"John Irving is an abundantly and even joyfully talented storyteller." (The New York Times Book Review)

What Members Say

Average Customer Rating

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  •  
    Chi 01-05-15
    Chi 01-05-15
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    "No struggle to finish just a struggle to start ."

    In the end, I really enjoyed this book, but it took til about half -way to become really involved with the characters to the point that I cared what happened to them. But when I reached that point, I found myself returning again and again to see where they were headed. John Irving is, of course, a very skillful author but was surprised at how his skillful use of foreshadowing keeps the reader engaged without revealing the plot twists too soon. I especially enjoyed the social, religious and political commentary. I NEVER read an abridged version of a book , but found myself wondering several times if this book should have been an exception.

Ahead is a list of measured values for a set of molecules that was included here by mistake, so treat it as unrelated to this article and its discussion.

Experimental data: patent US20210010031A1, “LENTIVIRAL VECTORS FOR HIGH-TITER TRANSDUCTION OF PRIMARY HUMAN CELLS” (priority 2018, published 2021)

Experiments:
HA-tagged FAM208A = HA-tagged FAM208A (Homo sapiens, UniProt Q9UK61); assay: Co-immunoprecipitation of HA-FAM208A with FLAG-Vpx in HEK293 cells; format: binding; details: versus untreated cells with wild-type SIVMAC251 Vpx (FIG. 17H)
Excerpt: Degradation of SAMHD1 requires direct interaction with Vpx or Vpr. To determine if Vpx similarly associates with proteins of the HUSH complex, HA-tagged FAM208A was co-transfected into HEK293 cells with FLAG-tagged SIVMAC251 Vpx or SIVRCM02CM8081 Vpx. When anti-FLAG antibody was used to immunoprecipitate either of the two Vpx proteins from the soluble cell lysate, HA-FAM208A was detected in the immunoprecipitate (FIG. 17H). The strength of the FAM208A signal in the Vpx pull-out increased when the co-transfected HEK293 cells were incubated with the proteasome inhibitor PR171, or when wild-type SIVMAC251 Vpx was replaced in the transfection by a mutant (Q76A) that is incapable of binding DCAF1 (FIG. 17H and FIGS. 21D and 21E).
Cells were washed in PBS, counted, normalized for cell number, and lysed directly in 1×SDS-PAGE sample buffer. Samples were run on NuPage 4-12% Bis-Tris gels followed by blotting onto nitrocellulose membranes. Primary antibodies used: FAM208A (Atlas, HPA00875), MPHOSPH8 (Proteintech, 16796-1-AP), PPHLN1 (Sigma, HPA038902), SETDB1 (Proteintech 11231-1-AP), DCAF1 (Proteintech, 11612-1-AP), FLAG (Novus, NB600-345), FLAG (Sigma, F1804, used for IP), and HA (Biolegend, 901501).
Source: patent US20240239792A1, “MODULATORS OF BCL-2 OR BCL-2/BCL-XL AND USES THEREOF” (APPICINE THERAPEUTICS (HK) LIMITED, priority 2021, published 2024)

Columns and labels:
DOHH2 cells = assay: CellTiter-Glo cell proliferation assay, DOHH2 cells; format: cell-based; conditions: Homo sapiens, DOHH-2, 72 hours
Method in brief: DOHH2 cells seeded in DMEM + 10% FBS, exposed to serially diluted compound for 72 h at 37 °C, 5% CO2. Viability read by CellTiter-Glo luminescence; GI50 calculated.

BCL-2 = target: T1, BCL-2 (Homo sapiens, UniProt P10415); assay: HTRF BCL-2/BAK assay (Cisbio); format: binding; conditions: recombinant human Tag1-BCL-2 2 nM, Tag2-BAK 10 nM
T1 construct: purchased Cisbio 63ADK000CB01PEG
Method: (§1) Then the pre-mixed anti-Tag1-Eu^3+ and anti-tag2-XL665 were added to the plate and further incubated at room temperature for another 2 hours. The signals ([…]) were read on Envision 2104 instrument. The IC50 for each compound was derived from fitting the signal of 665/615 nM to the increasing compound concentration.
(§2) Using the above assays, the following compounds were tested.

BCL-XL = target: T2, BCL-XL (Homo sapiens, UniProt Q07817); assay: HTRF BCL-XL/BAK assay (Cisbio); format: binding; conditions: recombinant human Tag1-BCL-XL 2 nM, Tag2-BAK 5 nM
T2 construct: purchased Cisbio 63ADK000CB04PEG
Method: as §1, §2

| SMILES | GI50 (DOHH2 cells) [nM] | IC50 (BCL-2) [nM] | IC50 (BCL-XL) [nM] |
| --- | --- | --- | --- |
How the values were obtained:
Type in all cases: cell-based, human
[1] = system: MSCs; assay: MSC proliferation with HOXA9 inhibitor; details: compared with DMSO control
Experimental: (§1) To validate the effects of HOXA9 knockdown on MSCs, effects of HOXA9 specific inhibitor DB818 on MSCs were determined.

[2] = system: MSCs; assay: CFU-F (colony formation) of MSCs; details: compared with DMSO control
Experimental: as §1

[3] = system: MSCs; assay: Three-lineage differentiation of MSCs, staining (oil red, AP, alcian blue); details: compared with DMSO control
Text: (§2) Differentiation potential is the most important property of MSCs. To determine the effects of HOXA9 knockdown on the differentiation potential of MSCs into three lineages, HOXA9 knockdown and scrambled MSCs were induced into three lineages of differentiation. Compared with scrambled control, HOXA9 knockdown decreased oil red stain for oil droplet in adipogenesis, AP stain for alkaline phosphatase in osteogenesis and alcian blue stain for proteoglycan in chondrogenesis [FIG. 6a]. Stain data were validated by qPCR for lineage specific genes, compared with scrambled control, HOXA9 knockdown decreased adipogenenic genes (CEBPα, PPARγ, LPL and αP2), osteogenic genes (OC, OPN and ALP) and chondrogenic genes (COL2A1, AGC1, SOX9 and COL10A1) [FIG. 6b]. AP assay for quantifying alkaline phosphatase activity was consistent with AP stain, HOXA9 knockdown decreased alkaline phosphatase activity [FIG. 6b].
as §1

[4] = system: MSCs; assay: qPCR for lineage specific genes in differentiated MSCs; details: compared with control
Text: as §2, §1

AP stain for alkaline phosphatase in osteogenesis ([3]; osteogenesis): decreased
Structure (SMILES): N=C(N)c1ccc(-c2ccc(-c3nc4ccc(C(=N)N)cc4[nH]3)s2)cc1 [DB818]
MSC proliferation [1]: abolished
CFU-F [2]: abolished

0 of 0 people found this review helpful
  •  
    Nancy D. Stevens Rochester, NY United States 12-28-14
    Nancy D. Stevens Rochester, NY United States 12-28-14 Member Since 2014
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    "Listen, even if you've read it in print!"
    What did you like about this audiobook?

    I've read "A Prayer for Owen Meany" at least twice in print and it's high up on my personal Top Ten best books list. The audio version brings the story to life in a way that print can't, even though the author uses all caps for Owen's speech.


    How has the book increased your interest in the subject matter?

    As best as I can tell, I'm three or 4 years younger than Johnny and Owen, so the story brought back lots of memories. I haven't read many novels about the Viet Nam era, so I may look for more. In addition, I haven't found many novels about losing and finding one's faith that aren't preachy or sticky sweet. I liked walking with the various characters through Irving's descriptions of their struggles with faith and the church (which are now more separated than ever - "I'm spiritual but not religious).


    Does the author present information in a way that is interesting and insightful, and if so, how does he achieve this?